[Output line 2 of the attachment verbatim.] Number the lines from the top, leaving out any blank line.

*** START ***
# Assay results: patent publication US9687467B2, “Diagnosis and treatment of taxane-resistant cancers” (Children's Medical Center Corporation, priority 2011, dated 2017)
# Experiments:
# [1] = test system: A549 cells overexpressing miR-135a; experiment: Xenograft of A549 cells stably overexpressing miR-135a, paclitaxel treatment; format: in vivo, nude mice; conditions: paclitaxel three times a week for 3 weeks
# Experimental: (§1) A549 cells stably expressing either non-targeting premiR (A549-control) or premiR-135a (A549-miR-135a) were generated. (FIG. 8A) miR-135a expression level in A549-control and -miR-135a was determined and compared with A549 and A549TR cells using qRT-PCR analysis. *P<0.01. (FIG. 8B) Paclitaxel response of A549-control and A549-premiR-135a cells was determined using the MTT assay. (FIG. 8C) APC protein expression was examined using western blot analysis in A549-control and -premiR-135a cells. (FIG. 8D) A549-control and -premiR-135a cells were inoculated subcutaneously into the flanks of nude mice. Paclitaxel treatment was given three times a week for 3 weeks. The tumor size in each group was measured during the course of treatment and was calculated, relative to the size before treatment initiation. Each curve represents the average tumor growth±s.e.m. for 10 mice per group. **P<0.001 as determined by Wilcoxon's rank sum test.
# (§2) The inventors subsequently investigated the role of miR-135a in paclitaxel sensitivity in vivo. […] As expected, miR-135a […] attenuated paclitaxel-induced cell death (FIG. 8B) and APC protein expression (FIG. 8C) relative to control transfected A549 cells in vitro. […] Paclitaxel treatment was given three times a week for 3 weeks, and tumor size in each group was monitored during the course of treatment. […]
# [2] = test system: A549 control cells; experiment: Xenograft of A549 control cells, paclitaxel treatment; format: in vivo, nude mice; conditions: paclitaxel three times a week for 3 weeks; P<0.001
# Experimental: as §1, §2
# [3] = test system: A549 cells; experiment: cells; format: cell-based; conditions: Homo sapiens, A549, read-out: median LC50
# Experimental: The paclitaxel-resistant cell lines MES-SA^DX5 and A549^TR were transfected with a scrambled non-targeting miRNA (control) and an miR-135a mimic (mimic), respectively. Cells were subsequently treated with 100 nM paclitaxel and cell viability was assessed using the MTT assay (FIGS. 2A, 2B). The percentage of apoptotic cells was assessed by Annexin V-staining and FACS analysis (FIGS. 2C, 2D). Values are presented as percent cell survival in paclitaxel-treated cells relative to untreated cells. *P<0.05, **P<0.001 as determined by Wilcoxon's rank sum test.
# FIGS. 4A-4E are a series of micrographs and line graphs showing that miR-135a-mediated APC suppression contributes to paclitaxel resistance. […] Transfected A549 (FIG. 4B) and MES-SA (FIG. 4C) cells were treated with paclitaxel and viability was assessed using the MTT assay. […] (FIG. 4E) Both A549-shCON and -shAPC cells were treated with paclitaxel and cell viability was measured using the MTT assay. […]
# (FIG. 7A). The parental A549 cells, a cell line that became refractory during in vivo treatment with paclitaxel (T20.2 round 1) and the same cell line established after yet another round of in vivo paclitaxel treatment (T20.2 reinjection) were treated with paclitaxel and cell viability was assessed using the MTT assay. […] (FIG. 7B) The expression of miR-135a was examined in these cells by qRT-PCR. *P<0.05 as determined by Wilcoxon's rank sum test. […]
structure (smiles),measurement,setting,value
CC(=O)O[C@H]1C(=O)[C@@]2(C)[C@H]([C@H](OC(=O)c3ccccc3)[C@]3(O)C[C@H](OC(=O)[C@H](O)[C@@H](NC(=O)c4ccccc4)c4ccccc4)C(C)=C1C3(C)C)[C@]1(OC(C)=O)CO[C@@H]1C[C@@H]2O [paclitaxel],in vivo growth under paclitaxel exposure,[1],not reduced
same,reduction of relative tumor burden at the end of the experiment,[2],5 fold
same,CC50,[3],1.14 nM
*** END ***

# Experiments: